The sounds of clippers buzzing in the steer barn, water running through the wash racks and the clank of gates closing greet the ears upon entering the barn. As youth, parents and instructors rush about tending to animals and engaging in the occasional jest, spectators look on in awe at the event that is the Oklahoma Youth Expo (OYE).
The scene is a familiar one, repeated for the last 99 years. The year 2015 brought an extra degree of excitement as the OYE celebrated its 100th anniversary.
With more than 7,000 youth exhibiting in excess of 13,000 animals in the centennial event, it takes a look at the previous 100 years to appreciate how much the expo has grown and the many people the world’s largest junior livestock show has impacted.
The precursor to the Oklahoma Youth Expo was the Oklahoma Breeders Show and Sale, first held in 1913. It was an instant success, and prompted the formation of the Southwest American Livestock Show Association in 1915.
The Oklahoma National Stockyards housed the show until 1921, when a coliseum was built for it, which burned in 1930.
It was the burning of the coliseum that provided show organizers with the opportunity to turn something bad into something remarkable. Without a coliseum, there wasn’t a venue large enough to host the 1931 show, so a junior show was held instead. It was such an instant sensation, the adult show never resumed and the name was changed to the 4-H and FFA Junior Livestock Show.
The show has existed for the success of its youth exhibitors ever since.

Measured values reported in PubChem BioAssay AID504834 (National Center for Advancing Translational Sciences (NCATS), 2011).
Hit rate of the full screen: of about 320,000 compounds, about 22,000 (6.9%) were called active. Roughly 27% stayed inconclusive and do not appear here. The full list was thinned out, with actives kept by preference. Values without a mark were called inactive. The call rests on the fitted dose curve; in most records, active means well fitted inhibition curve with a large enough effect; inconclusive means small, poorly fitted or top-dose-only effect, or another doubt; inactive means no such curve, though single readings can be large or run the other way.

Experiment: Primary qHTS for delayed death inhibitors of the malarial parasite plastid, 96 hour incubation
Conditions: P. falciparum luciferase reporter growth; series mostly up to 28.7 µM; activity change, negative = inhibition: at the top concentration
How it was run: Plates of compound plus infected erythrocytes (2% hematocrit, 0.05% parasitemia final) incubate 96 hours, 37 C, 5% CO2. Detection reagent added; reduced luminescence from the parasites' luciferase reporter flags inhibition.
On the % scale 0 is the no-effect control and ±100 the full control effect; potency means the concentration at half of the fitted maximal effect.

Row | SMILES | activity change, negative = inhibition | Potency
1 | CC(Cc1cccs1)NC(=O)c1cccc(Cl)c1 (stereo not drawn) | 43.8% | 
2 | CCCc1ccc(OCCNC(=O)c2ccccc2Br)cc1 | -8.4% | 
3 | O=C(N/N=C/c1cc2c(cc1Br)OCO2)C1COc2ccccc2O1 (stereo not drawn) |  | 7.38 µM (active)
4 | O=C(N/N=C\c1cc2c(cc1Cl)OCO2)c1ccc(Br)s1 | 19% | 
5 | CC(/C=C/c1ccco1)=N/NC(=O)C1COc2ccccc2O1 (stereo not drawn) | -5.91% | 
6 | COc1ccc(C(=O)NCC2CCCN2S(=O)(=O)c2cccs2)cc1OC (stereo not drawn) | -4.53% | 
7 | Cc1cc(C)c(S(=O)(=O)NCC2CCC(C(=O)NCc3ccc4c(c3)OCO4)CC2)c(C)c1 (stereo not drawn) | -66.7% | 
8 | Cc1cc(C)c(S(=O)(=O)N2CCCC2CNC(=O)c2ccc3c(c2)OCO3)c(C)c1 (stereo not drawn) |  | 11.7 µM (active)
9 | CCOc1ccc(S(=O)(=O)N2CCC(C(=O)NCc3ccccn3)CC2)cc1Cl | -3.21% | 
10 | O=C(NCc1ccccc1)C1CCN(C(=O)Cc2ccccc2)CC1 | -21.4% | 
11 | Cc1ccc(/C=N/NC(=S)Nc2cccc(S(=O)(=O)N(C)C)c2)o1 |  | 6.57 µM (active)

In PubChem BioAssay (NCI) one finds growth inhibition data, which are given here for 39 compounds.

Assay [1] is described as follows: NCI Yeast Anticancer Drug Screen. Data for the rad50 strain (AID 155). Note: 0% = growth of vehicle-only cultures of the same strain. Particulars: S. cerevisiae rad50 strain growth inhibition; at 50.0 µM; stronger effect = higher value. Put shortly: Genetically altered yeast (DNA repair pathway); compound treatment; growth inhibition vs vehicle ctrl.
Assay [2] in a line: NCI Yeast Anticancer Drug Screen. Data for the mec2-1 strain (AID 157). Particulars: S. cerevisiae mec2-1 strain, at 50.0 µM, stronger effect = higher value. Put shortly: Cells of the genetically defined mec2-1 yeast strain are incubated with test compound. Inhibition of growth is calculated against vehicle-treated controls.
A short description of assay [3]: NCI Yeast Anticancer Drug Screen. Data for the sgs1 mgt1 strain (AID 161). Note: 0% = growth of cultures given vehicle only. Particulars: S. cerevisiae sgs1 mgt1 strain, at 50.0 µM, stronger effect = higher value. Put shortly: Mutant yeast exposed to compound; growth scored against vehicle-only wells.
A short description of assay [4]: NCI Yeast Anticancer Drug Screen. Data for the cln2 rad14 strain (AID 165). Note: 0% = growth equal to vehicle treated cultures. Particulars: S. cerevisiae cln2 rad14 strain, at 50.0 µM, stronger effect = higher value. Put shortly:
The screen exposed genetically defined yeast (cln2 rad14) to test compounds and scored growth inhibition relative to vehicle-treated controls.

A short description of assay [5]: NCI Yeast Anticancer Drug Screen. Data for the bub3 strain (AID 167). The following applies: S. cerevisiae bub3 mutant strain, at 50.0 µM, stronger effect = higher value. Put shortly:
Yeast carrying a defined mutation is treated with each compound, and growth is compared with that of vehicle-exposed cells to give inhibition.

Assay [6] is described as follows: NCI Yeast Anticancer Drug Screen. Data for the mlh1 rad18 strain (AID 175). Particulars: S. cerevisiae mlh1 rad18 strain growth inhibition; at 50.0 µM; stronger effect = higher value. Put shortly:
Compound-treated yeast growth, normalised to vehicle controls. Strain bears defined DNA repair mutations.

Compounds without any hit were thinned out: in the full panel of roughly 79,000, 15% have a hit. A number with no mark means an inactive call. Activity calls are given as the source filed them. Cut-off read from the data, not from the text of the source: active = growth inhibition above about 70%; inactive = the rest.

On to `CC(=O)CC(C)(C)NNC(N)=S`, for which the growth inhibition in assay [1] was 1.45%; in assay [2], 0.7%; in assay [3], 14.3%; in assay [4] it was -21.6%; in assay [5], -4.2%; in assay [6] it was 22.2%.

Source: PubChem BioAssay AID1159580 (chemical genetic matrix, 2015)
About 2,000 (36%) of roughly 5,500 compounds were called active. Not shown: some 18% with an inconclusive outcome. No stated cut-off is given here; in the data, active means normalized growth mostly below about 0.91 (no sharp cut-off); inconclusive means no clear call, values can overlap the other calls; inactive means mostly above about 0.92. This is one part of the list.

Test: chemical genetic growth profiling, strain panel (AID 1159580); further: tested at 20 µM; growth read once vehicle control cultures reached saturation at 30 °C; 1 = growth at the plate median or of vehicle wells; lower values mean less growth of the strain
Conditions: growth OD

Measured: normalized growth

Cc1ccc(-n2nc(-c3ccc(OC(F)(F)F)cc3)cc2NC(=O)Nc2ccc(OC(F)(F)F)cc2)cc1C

“The OYE promotes a multifaceted, family-oriented learning experience found in few other activities. Responsibility, discipline and hard work are required traits quickly developed in students as they raise their projects,” says Tyler Norvell, executive director of the Expo.
All the effort pays off. The reward is in the form of scholarships and premiums, accompanied by an incomparable livestock show experience. For many participants, like third-generation showman Blake Goss, 18, it is the intangible incentives that provide the most return.
“The OYE gives future agriculturalists the ability to stand out and show their hard work. Doing so teaches young people the life skills they will need in whatever profession they decide to pursue in the future,” says Goss.
A Growing Tradition
The show moved to the fairgrounds in 1958, and has remained there since, filling up more barn space each year.
This growth can be attributed to the investment of volunteers and the business community. For years, the Oklahoma City Chamber of Commerce promoted and coordinated the show, ensuring it was a draw for exhibitors and the public.
Continuing its mission of supplementing premiums and bonuses, The Sirloin Club of Oklahoma contributed $142,500 at the 2015 premium sale.
A Bright Future
The show was incorporated into the Spring Fair in 1994 before transitioning to the Oklahoma Youth Expo in 2001, with the help of Jimmy Harrel and Bob Funk. Their hard work and effort won’t be short lived if they have anything to do with it.
“It is important to keep it going. It is worth the effort and money a number of us have spent on it,” says Harrel, vice-chairman of the OYE board of directors.
The 2015 premium sale grossed $1.25 million and more than $300,000 in scholarship money was awarded. The Oklahoma Youth Expo undoubtedly has the support to continue for another 100 years so Oklahomans can return year after year to the smell of freshly laid shavings and the familiar sounds.